The other problem is that we’re underestimating the amount of Aphanomyces with DNA testing because of those multiple pathogens that are interacting together. So, we are also working on trying to make a multiple pathogen detection system, both for Aphanomyces and Fusarium, and that gets a little bit complicated, although I think we’re making progress.
Seed treatment trials for Aphanomyces
We’re doing field trials to assess our current recommendations to growers. The first is to consider using a seed treatment that targets the root rot complex. It wasn’t really clear which ones would be effective against Aphanomyces or whether there are any that are effective.
We tried a number of different seed treatments – some of them confidential – so I can’t the share the trade names. We also tried trifluralin pre-seed because there had been some reports of literature in the early ’90s that it had some effect on Aphanomyces root rot. The problem is that we couldn’t incorporate trifluralin in no-till fields so we were just applying it to a heavy crop residue. We also tried Phostrol as a foliar spray to the seedlings. There had been some previous research out of Washington that had shown this might be effective. Long story short, there was no effect of most treatments over four years at four locations.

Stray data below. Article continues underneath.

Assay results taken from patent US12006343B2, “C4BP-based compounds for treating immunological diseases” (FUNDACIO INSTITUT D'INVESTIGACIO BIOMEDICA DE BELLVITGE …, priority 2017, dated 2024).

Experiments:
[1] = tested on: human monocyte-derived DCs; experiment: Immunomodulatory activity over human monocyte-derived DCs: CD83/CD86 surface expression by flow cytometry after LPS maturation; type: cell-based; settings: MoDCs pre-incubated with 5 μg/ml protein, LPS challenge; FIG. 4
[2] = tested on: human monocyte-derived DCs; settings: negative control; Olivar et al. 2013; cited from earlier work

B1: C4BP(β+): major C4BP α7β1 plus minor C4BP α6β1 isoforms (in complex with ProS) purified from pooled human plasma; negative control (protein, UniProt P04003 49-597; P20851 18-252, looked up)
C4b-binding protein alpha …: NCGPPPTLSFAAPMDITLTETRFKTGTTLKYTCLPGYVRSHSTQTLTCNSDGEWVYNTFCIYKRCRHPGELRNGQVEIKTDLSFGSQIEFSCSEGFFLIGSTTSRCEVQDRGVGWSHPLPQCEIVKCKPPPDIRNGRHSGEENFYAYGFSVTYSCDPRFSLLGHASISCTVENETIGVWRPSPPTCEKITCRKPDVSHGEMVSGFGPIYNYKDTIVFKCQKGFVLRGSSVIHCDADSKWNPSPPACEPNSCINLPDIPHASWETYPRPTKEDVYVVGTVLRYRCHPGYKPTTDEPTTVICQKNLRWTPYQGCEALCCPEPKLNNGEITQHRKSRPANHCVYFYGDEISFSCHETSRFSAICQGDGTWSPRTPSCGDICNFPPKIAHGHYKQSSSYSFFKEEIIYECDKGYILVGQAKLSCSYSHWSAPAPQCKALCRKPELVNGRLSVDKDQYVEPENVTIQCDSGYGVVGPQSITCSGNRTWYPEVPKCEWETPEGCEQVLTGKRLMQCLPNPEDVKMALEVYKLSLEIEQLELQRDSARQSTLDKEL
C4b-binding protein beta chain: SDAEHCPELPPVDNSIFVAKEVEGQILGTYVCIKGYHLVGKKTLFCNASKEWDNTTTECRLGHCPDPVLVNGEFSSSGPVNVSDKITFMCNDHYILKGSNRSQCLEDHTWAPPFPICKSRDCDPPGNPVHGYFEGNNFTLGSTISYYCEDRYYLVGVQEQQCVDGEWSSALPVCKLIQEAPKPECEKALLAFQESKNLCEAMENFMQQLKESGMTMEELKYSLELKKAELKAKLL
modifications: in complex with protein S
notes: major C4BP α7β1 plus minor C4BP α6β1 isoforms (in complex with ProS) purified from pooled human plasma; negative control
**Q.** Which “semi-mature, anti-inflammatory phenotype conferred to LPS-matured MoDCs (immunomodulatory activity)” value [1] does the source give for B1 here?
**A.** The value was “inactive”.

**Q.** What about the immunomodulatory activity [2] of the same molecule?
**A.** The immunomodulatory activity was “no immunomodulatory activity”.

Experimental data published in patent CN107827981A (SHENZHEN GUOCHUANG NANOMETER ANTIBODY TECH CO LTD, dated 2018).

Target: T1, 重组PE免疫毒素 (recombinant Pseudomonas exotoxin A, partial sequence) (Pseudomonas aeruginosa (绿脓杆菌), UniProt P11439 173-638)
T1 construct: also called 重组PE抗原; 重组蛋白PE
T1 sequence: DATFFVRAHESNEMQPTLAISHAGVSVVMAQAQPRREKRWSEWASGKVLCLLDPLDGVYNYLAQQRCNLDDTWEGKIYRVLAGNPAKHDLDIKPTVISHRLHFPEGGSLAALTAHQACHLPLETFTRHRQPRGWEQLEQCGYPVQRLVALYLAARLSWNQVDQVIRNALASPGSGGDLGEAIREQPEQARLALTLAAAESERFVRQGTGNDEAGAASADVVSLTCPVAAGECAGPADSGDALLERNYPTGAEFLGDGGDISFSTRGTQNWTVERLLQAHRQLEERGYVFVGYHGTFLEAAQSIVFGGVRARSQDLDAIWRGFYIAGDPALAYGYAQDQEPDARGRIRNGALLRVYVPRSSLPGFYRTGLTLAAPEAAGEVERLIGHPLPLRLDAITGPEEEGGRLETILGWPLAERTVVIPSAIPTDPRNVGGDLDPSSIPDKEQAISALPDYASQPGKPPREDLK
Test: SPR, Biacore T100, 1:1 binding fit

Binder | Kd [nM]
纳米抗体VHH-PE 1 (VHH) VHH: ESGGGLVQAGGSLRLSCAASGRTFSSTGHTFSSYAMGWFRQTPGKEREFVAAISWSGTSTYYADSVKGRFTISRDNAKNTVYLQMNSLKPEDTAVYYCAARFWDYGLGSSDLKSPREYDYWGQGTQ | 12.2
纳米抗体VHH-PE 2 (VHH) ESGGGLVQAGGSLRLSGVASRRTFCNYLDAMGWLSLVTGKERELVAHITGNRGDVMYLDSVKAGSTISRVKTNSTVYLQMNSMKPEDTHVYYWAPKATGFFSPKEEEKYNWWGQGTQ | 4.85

The other recommendation we are looking at is whether a six-to-eight-year rotation away from peas and lentils is necessary because it is a bit of a guess based on what is in the literature. We wanted to see if that recommendation was different under Prairie conditions. And, are there other pulses that you can grow in these infested fields without increasing your risk?
We looked at infected fields to see how long the rotation has to be out of peas before they can be rotated back into the field. One of those fields was at Red Deer in the Black soil zone. The last time peas were grown on this field was in 2011. In 2015 and 2016, there were still fairly high disease severities of around 6 on a scale of 0 to 7. Disease severity starts to come down in 2017, and then was quite low in 2018 at just above 2. By 2017 and 2018 there were some fantastic yields at this site around 95 bushels per acre (6,408 kg/ha). As disease severity was going down, yield was coming up. This indicates that maybe the six to eight year rotation recommendation is correct.
Red Deer – last pea crop, 2011
Contrast that to a site in southern Alberta at Taber. The last pea crop was in 2014, but over the past five years there hasn’t been a reduction in the disease severity – still between 4 and 6. The last three years have been very dry, but we haven’t seen the disease severity go down. The yields are much lower than what we saw up at that Red Deer site, as well.
The other thing that we looked at in Taber is how the pathogen composition is changing over time. Particularly we wanted to see what was happening with Aphanomyces and Fusarium. We took root samples in June, and the Aphanomyces levels were quite high on the roots, but the Fusarium levels were quite low. In July, the Aphanomyces levels on the roots were quite low, and the Fusarium levels went up. This shows part of the issue with surveying is that a lot of surveys are done around flowering in mid-July and we’re missing Aphanomyces. I think that’s another reason why we saw Aphanomyces explode over the Prairies. A good survey time for Aphanomyces is in June about six weeks after planting if you’ve had a good rainfall.